"Special" interest groups aren't
An essay in which I argue that everyone in the Illinois commonwealth is a special interest group and that indifference toward place-based self-government owes to the fact that fewer and fewer people define themselves in terms of place. I have no idea whether it persuaded anyone, but at Illinois issues we used to persuade ourselves that our role was merely to stimulate thought—even if the thought was, “What a load of rubbish!”
Special interest groups have always been the flies on the potato salad at Illinois's Fourth of July picnic. It is easy to imagine Illinois democracy being simpler without them.
But would it be better? After all, interest groups pay for campaigns. They serve as de facto issues staff for lawmakers who always seem to be a few days behind in their reading. Their propagandists not only "shape debate" about important issues, they manufacture the issues that get debated by whipping up hysteria among their members, whose foot-stomping and chest-beating reverberate in the opinion polls, which they can then report as public furor in support of their positions.
Indeed, by functioning collectively as an ad hoc, extra-constitutional system of government, interest groups have made themselves essential to Illinois politics and government. From CUB to ComEd, collectively they are the medium of expression of popular will. It is a rare Illinoisan whose interests—as old people, consumers, workers, property owners—are not represented in the halls of government by one or more such groups. Good or bad, they are becoming to democratic discourse in the 21st century what parties were in much of the 20th.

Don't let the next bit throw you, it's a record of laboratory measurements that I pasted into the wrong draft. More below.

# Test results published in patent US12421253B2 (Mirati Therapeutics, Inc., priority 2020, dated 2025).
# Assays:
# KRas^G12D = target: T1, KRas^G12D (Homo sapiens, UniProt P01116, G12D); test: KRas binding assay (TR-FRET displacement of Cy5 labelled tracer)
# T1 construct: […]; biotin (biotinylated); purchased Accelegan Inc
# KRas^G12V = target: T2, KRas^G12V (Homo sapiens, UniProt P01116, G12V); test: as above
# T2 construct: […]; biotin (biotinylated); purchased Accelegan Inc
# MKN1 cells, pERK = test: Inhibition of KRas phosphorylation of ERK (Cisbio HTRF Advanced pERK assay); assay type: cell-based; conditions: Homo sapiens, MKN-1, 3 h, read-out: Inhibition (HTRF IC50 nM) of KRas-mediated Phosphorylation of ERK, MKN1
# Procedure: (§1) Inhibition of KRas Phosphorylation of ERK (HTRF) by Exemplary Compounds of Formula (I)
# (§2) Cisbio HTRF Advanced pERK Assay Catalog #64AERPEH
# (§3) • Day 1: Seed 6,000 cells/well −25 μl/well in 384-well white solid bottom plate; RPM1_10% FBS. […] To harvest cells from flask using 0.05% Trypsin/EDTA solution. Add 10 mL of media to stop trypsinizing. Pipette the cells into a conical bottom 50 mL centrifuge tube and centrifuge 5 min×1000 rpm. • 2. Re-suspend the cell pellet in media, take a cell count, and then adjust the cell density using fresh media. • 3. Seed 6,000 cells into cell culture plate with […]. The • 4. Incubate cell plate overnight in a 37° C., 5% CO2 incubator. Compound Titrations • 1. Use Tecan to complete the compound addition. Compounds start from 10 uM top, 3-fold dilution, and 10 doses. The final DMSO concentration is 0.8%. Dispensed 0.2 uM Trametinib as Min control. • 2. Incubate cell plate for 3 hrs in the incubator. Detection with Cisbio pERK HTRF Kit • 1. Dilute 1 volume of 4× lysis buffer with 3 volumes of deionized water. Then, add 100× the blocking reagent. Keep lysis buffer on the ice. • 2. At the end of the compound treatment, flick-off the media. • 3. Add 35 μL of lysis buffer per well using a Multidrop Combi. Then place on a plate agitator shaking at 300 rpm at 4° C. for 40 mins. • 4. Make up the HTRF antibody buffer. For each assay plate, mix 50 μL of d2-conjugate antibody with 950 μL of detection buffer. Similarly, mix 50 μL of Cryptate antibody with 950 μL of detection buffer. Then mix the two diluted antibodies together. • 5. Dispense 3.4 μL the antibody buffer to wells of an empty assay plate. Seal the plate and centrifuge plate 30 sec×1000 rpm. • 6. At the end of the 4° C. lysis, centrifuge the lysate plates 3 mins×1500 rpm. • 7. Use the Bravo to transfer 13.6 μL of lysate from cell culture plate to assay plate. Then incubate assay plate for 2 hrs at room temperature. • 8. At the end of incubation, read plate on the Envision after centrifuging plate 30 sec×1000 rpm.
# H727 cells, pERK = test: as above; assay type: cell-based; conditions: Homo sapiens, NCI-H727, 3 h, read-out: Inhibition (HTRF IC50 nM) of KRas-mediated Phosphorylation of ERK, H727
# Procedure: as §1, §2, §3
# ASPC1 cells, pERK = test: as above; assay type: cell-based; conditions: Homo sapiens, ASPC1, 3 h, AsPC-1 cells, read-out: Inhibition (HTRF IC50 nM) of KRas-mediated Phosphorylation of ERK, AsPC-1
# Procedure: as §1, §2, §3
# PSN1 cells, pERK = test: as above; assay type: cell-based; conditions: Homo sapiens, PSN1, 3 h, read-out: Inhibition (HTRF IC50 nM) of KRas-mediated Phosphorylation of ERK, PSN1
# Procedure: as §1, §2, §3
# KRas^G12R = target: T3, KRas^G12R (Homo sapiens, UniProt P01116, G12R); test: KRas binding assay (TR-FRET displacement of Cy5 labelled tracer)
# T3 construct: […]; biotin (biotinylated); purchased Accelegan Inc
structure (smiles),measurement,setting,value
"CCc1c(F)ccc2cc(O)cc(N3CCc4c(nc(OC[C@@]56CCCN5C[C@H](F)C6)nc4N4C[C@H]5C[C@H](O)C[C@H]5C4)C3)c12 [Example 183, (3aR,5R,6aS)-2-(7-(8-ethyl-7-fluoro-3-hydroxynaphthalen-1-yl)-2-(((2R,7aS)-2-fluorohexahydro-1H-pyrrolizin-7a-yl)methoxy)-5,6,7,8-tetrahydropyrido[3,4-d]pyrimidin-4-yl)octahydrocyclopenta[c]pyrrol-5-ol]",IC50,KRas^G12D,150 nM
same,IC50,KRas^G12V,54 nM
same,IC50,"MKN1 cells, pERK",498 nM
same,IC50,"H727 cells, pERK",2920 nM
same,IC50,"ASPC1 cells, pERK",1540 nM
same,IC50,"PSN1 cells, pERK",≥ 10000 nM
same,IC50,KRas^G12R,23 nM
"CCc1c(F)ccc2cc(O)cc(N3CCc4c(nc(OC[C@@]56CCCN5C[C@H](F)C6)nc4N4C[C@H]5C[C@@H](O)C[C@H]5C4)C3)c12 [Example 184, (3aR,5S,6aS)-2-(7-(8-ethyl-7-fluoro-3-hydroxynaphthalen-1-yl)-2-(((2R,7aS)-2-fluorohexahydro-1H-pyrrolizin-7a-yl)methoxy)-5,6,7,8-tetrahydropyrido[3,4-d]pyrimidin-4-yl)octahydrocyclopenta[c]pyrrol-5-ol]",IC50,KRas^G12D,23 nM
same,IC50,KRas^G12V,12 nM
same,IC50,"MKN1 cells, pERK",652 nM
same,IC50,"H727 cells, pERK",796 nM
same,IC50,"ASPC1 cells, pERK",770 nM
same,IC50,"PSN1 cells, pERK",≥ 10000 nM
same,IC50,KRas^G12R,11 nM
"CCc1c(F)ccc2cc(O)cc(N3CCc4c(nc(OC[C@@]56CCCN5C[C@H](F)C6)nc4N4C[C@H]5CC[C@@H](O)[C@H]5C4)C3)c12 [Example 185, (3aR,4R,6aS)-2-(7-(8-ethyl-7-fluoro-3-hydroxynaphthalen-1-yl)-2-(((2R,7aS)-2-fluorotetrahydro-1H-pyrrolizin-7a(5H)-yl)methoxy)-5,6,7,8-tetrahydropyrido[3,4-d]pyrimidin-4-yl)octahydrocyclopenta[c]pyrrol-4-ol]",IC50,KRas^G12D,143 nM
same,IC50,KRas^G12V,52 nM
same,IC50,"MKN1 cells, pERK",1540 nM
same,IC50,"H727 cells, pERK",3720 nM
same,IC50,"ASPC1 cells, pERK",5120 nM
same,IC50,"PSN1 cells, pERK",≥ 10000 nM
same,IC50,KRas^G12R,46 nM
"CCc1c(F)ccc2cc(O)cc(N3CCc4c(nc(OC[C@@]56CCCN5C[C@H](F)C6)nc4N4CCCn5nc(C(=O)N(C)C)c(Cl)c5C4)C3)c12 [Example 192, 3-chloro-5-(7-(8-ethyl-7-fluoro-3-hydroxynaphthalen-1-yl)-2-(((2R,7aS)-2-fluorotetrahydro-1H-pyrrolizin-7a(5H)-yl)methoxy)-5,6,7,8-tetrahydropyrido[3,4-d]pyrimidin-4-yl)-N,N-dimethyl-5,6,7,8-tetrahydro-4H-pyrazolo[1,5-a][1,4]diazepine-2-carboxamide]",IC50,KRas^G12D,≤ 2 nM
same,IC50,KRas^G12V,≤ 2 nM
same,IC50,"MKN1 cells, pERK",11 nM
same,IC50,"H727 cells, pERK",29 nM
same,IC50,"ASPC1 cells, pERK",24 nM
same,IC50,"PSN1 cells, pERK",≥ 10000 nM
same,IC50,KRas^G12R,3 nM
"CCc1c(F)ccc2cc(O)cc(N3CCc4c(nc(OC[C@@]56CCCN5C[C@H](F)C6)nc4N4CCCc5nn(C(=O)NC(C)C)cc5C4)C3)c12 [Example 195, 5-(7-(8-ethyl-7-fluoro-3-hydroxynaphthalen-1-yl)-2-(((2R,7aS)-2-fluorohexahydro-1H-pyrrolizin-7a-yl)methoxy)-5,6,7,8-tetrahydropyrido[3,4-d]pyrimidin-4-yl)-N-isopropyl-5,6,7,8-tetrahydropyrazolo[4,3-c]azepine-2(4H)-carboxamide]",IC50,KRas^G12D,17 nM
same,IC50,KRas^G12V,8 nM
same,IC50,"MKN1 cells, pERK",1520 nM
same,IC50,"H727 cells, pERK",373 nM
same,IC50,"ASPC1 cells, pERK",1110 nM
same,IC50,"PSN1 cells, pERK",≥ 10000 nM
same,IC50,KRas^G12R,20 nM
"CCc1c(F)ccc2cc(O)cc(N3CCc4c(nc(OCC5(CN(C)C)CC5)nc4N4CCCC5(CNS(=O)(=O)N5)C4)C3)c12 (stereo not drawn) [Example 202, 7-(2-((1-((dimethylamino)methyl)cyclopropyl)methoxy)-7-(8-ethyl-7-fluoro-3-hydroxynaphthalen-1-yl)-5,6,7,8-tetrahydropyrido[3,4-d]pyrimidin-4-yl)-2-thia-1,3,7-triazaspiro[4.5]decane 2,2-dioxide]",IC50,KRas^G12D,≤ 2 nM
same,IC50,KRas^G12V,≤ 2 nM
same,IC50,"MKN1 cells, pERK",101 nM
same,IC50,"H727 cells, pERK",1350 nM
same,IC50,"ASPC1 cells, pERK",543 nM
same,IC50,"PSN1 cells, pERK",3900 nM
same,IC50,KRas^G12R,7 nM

The lawmaker's constituency—the collective entity defined by the ward, the legislative district, the congressional district, the state and the nation—is the only interest group that our political system makes official provision for. Of course, citizens also gather as the party, the pollster's sample, the trade association, the labor union. A lynch mob is an interest group, and so is the Catholic Church, but whatever their scope or respectability, each such group aggregates individuals into a politically potent mass.
Voting used to be the way that an Illinoisan expressed himself as a citizen. Now it is a way to define oneself as a citizen, since casting a vote is the only occasion when many people feel a member of the larger polity. The rest of the time people tend to see themselves as members of like-minded groups organized around shared interests, be they of class, race, sex, profession, or ideology. There are few Illinoisans in Illinois, having been replaced by bow-hunting anti-abortionists, unionized abuse victims, Christian prairie restorationists, overweight Afro-centrists, and recovering Cubs fans.
The many causes of this transformation can only be noted here: the rise of the therapeutic culture; the further elaboration of niche marketing to politics; the demise of the parties as broad-based consensus organizations, which is furthered by the tendency of voters to react as customers rather than citizens. Then, too, there is that pervasive sense of entitlement that leaves people feeling represented only when their political system responds to their wishes, not when the system considers those wishes fairly in brokering like demands of other groups.